Posted: February 1, 2017
he word “crisis” hardly captures the dismal situation in Indian Country. Consider just one statistic: the leading cause of death for Indian boys ages 10 to 14 is suicide. In fact, suicide among Native American youths is more than twice the U.S. average, and in Canada, five to seven times the national average. Last April, eleven members of the Attawapiskat First Nation attempted suicide on a single day. Nine were children.
What’s causing this despair? The answer typically offered is racism—which is correct, but not in the sense usually meant. In The New Trail of Tears, Naomi Schaefer Riley, a columnist and former Wall Street Journal editor, explains that Indian policy is a spider web of rules and bureaucracy, converging on one central point: the interests of governments—federal, state, and tribal—routinely trump individual Native Americans’ rights and wishes, ensnaring them in a collectivism subversive of every value necessary to a flourishing society.
Take property rights. Indian country contains some of the continent’s richest natural resource deposits and loveliest tourist destinations. Yet reservation land, generally, cannot be individually owned—it’s owned either by the whole tribe, or by the federal government “in trust” for the tribe. This means it cannot be mortgaged, so it cannot serve as collateral to start businesses or build infrastructure. Layers of federal bureaucracy require multiple permits before Indians can develop land, and tribal governments add their own restrictions on top of that. Thus, writes Riley, “Indian land has become all but useless to Indians themselves.”
The situation is aggravated by a legal system that blocks tribal prosecution of non-Indians for crimes on reservations, and immunizes tribal governments from lawsuits—both of which undermine the legal security necessary for businesses to operate. Unemployment on the Navajo Nation, which is more than twice the size of Massachusetts and home to 175,000 people, is 42%. The average per capita income is $7,269. On the San Carlos Apache reservation, it’s about half that.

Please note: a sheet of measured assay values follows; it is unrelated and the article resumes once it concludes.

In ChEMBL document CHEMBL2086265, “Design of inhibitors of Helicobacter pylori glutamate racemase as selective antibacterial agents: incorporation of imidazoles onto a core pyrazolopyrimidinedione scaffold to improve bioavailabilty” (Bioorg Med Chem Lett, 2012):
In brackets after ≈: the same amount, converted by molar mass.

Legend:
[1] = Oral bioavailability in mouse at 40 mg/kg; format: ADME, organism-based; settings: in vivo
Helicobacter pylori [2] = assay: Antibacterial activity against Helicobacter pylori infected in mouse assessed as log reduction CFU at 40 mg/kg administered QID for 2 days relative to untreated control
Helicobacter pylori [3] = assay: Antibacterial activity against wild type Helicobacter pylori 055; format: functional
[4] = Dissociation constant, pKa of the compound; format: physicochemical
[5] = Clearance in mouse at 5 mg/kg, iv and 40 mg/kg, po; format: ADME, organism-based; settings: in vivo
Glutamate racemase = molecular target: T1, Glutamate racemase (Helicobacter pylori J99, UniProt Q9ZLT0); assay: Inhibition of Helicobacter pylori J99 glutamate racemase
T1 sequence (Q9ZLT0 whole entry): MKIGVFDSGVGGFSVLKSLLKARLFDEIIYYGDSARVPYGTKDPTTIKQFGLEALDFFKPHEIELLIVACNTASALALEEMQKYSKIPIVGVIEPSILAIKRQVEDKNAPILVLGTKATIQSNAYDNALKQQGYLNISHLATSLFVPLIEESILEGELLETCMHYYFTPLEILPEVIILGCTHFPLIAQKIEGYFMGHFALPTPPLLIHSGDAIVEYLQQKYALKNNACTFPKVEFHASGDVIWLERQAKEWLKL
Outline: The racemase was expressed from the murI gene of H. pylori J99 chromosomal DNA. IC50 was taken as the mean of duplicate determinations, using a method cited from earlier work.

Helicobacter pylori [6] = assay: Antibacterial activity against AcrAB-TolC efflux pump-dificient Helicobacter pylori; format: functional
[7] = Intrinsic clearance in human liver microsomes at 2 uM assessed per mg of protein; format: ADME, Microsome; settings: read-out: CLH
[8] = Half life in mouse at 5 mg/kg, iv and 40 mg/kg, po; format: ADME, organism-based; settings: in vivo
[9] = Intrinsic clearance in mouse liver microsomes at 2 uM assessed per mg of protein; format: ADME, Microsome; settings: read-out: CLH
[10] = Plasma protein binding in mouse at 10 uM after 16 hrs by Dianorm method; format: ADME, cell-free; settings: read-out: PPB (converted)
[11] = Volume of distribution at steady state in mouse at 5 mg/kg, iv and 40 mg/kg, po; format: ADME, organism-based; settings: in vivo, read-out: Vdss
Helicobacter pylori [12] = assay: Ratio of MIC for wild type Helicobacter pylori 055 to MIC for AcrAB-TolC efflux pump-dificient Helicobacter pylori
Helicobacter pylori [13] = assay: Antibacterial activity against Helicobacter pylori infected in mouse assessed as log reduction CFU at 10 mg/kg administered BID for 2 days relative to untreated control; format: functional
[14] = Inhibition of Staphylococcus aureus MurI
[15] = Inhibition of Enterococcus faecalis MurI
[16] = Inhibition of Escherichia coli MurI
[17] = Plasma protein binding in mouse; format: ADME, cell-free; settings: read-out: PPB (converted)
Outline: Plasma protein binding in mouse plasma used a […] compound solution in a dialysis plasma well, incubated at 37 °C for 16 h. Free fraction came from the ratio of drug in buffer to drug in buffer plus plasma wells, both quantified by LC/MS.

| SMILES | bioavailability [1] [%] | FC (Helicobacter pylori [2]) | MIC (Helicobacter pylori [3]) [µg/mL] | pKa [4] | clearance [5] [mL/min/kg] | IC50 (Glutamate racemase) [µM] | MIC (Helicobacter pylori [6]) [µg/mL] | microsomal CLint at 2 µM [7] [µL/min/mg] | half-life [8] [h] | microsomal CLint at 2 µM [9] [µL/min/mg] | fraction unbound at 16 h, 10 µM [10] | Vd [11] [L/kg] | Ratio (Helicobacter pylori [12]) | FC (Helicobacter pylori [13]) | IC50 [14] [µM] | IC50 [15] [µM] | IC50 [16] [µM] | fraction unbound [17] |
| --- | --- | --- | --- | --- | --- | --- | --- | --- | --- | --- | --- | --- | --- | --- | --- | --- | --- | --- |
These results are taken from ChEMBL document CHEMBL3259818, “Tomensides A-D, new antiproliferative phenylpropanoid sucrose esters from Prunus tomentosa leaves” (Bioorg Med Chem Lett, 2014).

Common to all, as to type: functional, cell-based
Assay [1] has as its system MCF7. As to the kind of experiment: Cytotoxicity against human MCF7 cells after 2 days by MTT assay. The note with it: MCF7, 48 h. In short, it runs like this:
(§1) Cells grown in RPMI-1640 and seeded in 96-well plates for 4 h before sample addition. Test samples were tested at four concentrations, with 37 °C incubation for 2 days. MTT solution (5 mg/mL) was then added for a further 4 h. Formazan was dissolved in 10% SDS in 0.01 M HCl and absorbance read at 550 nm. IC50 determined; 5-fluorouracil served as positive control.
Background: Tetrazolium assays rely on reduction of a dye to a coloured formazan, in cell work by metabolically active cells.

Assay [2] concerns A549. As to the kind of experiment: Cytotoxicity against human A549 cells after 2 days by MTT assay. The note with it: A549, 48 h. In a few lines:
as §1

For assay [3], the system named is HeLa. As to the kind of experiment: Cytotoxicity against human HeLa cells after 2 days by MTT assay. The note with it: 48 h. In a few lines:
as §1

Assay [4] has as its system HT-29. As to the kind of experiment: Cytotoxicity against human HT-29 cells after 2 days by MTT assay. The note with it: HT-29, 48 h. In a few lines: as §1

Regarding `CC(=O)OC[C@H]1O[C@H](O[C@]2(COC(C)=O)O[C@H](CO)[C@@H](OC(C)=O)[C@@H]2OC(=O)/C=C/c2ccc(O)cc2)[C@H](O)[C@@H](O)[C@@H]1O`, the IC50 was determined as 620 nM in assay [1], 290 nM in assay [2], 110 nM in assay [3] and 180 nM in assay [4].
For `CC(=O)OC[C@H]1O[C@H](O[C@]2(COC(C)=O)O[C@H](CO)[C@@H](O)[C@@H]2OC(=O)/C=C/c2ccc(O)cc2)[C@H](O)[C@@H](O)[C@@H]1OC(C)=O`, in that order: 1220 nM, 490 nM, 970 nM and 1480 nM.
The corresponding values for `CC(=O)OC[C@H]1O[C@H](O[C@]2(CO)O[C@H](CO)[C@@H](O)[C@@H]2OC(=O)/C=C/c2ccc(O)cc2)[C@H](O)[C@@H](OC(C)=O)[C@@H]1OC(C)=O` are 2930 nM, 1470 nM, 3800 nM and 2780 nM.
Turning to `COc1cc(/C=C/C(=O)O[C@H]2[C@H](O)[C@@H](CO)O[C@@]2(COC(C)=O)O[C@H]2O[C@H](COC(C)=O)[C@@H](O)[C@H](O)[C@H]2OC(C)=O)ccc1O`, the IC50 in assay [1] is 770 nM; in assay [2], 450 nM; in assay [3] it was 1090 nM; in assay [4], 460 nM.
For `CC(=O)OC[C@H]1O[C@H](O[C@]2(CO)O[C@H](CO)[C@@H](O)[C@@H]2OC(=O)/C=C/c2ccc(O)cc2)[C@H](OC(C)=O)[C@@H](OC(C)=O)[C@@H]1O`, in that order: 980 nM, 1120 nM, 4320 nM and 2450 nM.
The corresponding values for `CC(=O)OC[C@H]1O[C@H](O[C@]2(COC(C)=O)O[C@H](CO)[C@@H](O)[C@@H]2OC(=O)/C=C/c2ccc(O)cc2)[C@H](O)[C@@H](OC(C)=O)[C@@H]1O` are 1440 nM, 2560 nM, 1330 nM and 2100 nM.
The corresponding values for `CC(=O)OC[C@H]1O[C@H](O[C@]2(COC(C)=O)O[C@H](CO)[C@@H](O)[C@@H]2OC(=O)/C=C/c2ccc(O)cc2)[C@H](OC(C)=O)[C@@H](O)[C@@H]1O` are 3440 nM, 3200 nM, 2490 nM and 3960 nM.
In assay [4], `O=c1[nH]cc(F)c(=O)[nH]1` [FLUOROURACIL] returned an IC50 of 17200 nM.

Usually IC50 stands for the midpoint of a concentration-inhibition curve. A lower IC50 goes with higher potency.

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The problems aren’t just legal. One of Riley’s key insights is that identity politics, leftist propaganda, and the welfare state have crippled the mores essential to growth. The notion that “true” Native culture means prelapsarian socialism and the priority of tribal group rights over individualism is worse than false—it’s a racist fantasy concocted by whites who were either seduced by Rousseauian visions of the noble savage or were eager to rationalize Indian removal. Riley quotes one Native leader: “the concept that we never had private property has been foisted upon us.” But that myth has taken such firm root in everything from Disney films to sociology departments that it’s almost unquestioned, even among Natives themselves.
Actually, pre-contact Indians had a robust understanding of private property and were notoriously individualistic. And the disastrous consequences of Western collectivist myths were early noted. The Pequot William Apess, bemoaning the state of New England reservations, complained that Indians “are made to believe they are minors and have not the abilities given them from God, to take care of themselves, [except for making and selling] a few little articles, such as baskets and brooms. Their land is in common stock, and they have nothing to make them enterprising.” He wrote that in 1833.